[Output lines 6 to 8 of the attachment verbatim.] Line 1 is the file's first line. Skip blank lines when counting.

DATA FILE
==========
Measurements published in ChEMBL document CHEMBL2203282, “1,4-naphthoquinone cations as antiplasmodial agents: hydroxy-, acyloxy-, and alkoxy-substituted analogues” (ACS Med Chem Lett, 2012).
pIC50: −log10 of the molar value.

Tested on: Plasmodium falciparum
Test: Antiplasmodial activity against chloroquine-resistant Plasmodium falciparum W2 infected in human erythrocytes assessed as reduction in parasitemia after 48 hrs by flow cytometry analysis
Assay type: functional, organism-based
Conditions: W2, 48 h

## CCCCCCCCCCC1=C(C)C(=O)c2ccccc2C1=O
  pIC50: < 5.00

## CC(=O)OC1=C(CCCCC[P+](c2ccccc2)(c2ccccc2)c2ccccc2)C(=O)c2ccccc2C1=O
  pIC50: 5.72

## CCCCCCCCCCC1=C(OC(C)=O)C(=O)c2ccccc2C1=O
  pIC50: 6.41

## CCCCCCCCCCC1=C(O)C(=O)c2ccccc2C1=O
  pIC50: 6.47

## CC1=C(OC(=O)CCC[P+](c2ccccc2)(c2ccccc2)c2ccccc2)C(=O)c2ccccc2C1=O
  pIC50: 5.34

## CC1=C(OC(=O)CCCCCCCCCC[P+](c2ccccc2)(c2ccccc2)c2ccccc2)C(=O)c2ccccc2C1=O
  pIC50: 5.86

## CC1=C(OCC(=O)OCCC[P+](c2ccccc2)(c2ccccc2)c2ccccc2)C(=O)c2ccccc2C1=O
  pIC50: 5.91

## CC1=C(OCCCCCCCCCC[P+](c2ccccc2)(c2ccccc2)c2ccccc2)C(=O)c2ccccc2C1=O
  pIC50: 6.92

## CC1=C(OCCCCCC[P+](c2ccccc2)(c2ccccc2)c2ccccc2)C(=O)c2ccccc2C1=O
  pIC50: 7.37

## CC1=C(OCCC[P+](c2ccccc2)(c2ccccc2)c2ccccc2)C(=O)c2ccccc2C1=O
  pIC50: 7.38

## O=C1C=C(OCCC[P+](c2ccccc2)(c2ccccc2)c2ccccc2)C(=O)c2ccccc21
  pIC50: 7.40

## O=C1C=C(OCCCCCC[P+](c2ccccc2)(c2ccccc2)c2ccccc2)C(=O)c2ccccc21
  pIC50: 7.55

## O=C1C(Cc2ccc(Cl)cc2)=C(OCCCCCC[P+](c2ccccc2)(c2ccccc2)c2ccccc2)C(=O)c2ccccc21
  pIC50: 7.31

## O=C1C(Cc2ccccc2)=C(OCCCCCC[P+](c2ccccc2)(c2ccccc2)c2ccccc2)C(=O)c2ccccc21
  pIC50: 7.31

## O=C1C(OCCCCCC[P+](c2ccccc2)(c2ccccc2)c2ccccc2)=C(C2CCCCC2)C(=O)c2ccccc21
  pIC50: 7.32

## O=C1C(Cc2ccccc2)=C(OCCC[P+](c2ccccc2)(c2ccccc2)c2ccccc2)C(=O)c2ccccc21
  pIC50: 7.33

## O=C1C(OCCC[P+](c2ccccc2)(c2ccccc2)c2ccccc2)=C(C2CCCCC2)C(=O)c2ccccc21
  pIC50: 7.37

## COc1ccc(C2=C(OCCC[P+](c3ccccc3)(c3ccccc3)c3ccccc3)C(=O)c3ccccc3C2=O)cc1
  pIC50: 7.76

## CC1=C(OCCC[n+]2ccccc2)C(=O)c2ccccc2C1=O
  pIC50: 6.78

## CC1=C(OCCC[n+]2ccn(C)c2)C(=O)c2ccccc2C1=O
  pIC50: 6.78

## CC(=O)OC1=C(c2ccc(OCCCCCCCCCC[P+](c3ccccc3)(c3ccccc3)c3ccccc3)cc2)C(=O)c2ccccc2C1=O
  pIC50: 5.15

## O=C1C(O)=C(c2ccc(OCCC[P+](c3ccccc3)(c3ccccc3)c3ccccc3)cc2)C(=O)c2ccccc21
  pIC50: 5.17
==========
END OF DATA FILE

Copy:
Conditions: W2, 48 h

## CCCCCCCCCCC1=C(C)C(=O)c2ccccc2C1=O
  pIC50: < 5.00